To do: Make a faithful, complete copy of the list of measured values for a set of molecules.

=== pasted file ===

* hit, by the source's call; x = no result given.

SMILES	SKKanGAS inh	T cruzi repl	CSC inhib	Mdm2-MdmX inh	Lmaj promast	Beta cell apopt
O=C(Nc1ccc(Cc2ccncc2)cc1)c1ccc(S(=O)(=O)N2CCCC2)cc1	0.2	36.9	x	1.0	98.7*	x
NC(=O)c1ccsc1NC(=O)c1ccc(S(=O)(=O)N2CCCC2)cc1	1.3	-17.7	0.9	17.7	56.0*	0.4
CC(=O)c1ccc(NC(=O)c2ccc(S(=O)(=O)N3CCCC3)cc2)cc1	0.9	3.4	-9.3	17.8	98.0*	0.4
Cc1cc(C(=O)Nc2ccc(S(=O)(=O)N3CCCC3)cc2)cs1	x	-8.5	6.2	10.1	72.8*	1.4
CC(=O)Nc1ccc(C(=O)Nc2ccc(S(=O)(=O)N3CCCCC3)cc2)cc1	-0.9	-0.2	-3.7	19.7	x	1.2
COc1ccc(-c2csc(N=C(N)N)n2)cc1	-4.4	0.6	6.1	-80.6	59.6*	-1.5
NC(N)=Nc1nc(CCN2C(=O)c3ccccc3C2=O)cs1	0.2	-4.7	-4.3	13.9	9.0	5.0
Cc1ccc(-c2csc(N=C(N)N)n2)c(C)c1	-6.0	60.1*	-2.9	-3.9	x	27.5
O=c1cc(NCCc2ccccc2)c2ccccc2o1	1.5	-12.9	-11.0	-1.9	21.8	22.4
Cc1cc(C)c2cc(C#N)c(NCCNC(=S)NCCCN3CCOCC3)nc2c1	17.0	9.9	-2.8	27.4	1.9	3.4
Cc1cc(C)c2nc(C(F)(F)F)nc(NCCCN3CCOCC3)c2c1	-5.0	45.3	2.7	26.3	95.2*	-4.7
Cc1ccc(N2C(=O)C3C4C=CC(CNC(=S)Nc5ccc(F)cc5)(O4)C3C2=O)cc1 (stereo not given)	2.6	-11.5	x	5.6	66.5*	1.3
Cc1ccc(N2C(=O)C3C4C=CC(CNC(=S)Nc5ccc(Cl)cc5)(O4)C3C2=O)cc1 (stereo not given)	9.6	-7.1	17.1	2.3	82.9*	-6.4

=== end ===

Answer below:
* hit, by the source's call; x = no result given.

SMILES	SKKanGAS inh	T cruzi repl	CSC inhib	Mdm2-MdmX inh	Lmaj promast	Beta cell apopt
O=C(Nc1ccc(Cc2ccncc2)cc1)c1ccc(S(=O)(=O)N2CCCC2)cc1	0.2	36.9	x	1.0	98.7*	x
NC(=O)c1ccsc1NC(=O)c1ccc(S(=O)(=O)N2CCCC2)cc1	1.3	-17.7	0.9	17.7	56.0*	0.4
CC(=O)c1ccc(NC(=O)c2ccc(S(=O)(=O)N3CCCC3)cc2)cc1	0.9	3.4	-9.3	17.8	98.0*	0.4
Cc1cc(C(=O)Nc2ccc(S(=O)(=O)N3CCCC3)cc2)cs1	x	-8.5	6.2	10.1	72.8*	1.4
CC(=O)Nc1ccc(C(=O)Nc2ccc(S(=O)(=O)N3CCCCC3)cc2)cc1	-0.9	-0.2	-3.7	19.7	x	1.2
COc1ccc(-c2csc(N=C(N)N)n2)cc1	-4.4	0.6	6.1	-80.6	59.6*	-1.5
NC(N)=Nc1nc(CCN2C(=O)c3ccccc3C2=O)cs1	0.2	-4.7	-4.3	13.9	9.0	5.0
Cc1ccc(-c2csc(N=C(N)N)n2)c(C)c1	-6.0	60.1*	-2.9	-3.9	x	27.5
O=c1cc(NCCc2ccccc2)c2ccccc2o1	1.5	-12.9	-11.0	-1.9	21.8	22.4
Cc1cc(C)c2cc(C#N)c(NCCNC(=S)NCCCN3CCOCC3)nc2c1	17.0	9.9	-2.8	27.4	1.9	3.4
Cc1cc(C)c2nc(C(F)(F)F)nc(NCCCN3CCOCC3)c2c1	-5.0	45.3	2.7	26.3	95.2*	-4.7
Cc1ccc(N2C(=O)C3C4C=CC(CNC(=S)Nc5ccc(F)cc5)(O4)C3C2=O)cc1 (stereo not given)	2.6	-11.5	x	5.6	66.5*	1.3
Cc1ccc(N2C(=O)C3C4C=CC(CNC(=S)Nc5ccc(Cl)cc5)(O4)C3C2=O)cc1 (stereo not given)	9.6	-7.1	17.1	2.3	82.9*	-6.4